Directed by Sahn Millington
542 King Street, Newtown
Season: 17 November – 19 December
The tenacity of women shone during WWII when the men left their homes to fight and the women remained, left to take on the men’s jobs, which they were previously thought incapable of doing. Of course, they took it in their stride, maintaining a strong home front, allowing the men to continue fighting. Sahn Millington’s Dinkum Assorted follows one of these stories during the 1940s at the Dinkum Assorted Biscuit Factory in a small country town in Northern Queensland. The humanity of the women involved is showcased, resulting in an overwhelming sense of respect for these Home Front fighters, grappling with fear, exhaustion, austerity and an immense emotional pressure to stay strong for those around them. Whilst a little slow at points, this production succeeds comically in its most genial moments and is emotionally touching.
Dinkum Assorted focuses on the main narrative of women working in a biscuit factory and trying to hold onto their jobs in the face of threatened closure of the factory, in amongst wartime austerity and tumultuous living conditions. However, intertwined in this main storyline is a number of sub-narratives, bringing to light the backgrounds of numerous characters. With a cast of 15 women, the stage is often brimming with a hullabaloo of action and the sub-narratives allow for greater complexity in the characterisations. Unfortunately, I struggled to develop strong feelings in response to the main plot, of the impending factory closure. Dialogue felt too drawn out, seemingly allocating long periods of time to the topic knowing that it is supposed to be critical to the play, and yet the issue just didn’t ring true. There appeared to be some problems with the tightness of the play, which hopefully will be smoothed out as the season progresses. In scenes where the stage is crowded with the majority of the cast, the show took a very loud tone and the actors were often forced to compete with the sound effects, which became a little strained. It shows that it can be difficult to emulate a bustling scene with a full stage without detracting from the overall dramatic effect.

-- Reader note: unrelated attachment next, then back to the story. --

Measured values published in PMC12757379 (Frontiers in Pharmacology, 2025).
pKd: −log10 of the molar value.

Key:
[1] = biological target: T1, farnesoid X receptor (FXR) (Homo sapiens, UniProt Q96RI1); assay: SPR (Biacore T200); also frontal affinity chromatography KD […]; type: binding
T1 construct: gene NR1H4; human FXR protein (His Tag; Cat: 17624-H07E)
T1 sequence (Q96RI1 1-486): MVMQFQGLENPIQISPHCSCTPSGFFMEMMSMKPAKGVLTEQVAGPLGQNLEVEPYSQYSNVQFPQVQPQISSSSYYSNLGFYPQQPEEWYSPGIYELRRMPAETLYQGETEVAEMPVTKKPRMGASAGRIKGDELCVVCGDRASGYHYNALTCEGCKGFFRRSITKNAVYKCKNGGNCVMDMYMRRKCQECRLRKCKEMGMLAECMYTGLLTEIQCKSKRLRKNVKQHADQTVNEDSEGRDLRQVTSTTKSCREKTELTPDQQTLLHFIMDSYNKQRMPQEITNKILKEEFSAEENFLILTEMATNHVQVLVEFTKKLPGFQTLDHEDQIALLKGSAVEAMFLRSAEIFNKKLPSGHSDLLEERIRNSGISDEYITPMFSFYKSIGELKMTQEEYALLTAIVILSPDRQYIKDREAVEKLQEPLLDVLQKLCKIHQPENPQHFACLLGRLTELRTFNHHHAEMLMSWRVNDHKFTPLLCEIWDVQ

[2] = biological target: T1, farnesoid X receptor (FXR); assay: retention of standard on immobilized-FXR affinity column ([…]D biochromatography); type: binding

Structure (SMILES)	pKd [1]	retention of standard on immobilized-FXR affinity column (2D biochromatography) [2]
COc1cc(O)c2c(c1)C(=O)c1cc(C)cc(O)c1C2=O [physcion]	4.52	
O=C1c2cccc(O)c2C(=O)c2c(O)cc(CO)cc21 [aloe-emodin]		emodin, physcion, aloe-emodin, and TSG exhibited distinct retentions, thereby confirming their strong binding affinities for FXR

In spite of some issues, there is great work to enjoy by many of the actors. An initially rocky relationship between the enigmatic and romantic Joan, played by Sonya Kerr, and the coarse and stingy Connie, played by Debra Bryan, slowly flourishes. Both characters have faced vast struggles and yet push on with heads held high. Kerr conveyed a strong sense of mystery and it is intriguing to observe the unfurling of her story. Bryan exhibits an enormous character development, at first undertaking the role of an irksome antagonist, and yet reveals a softer core cultivating sympathy from the audience. Bodelle De Ronde gives a stirring performance as Millie, with a quiet allure in her stage presence. De Ronde gifts the audience with an understated poignancy in her relatively brief time on stage, which augments the emotional depth of the play. Amanda Laing and Hannah Raven as Vi and Smith Rosie perform with a comic exuberance that is delightful for audiences. With chaotic sub-plots including the capture of the Yankee goat mascot and the pursuit of recognition for Vi’s ability as a tap dancer provide ample amusement. Laing and Raven bounce off each other throughout the show, which culminates in a lively tap performance of great skill, that is of course not without comic flair.
A climactic event in the play is the Dinkum Assorted musical show, staged to lift wartime spirits for the US Soldiers stationed outside the small country town, as well as displaying Vi’s talent in dance as she choreographs the show. The audience receives only a small taste of the song and dance throughout the show, which is largely encumbered by the tepid enthusiasm of many of the characters. However the final musical number comes to the fore with great gusto, to the audience’s glee. The simple, yet effective, choreography and music is enhanced by the hilarious costuming, designed by Kiara Mullooly. With consistently authentic 1940s attire adorning the actors throughout the production, certain scenes require garments a little out of the ordinary – and Mullooly’s designs respond with a roar, with a similar audible audience response. The set and prop design is also impressive, by David Marshall-Martin, providing the actors with a flexible workspace that transforms the settings. There is a great attention to detail in the acquisition of a plethora of props, including a remarkable contraption that takes the form of a biscuit factory machine.
Dinkum Assorted highlights the dichotomy between the concept of ‘men’s work’ and the role of women, and yet the undeniable capability of women to bear the unbearable prevails. With a canny humour injected into the work and moments of tenderness, we see a broad gamut of personality inherent in these female characters. For some reason, over 70 years later, our society still needs reminding of the boundless strength within women who continue to be subordinated. Fortunately Dinkum Assorted provides one splendid reminder of the durability and vitality of women, when their surroundings seem to be falling apart.